4 Directions: Help the People, Help the Tribe
In supporting long-term gains for tribal communities, a key initiative offered by Partnership With Native Americans (PWNA) is our 4 Directions Development training (4D). Through 4D, we are building capacity among grassroots leaders who want to make a greater contribution to their tribal communities. We developed this training as a direct result of feedback from our reservation program partners, and here’s what one participant has to say about it:
“As a participant of the first Southwest cohort of the 4 Directions leadership development program provided by Partnership with Native Americans, I was able to learn and apply various skills needed to work with the people on the reservation.
For instance, I learned that, in order for people to work together, there must be a positive atmosphere and everyone must have a purpose in the project. I also had the opportunity to become aware of issues that take place on the reservation. One that stood out was “lateral violence,” which is the hurt and manipulation that people do to one another within a community for personal gain. Lateral violence exists on the reservation and is not tolerated in most work places in San Carlos.
I learned a lot from Vicki, my cohort “Key” (mentor), a leader within her own community and someone who knows what it’s like to work for the people. Vicki was able to coach me though developing a small after-school program within my community. Her approach and insight was invaluable, and my organizational skills and thinking have improved noticeably thanks to her techniques.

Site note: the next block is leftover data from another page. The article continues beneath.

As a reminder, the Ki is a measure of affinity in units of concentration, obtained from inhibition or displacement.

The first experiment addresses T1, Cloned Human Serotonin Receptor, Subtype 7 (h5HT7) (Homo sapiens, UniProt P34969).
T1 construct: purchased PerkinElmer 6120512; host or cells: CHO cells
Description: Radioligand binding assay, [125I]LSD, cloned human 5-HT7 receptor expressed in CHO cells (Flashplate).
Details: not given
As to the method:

Using what I learned through 4D and Vicki, I was able to co-organize a new and active community group, “The Ni’gosdza’n Project” (TNP) on the San Carlos Apache Reservation. The project’s purpose is to provide the community with the education and information to live a sustainable lifestyle. While living in this digital world, TNP is about reconnecting the people to the land.
Through TNP, we are currently working after school with students from the Twin Mesquite Community. They are learning about recycling, zero waste, gardening and healthy physical activities, which is the Apache Way of Life.
The skills I discovered and strengthened in 4D helped make the TNP program possible and are impacting the youth in my community. Thanks, PWNA!”
— Christy Sangster-Begay
In 2015, 42 people actively participated in 4D, each one identifying and achieving both personal and professional development goals. We wish Christy and our other 4D grads great success in applying their new skills to future endeavors!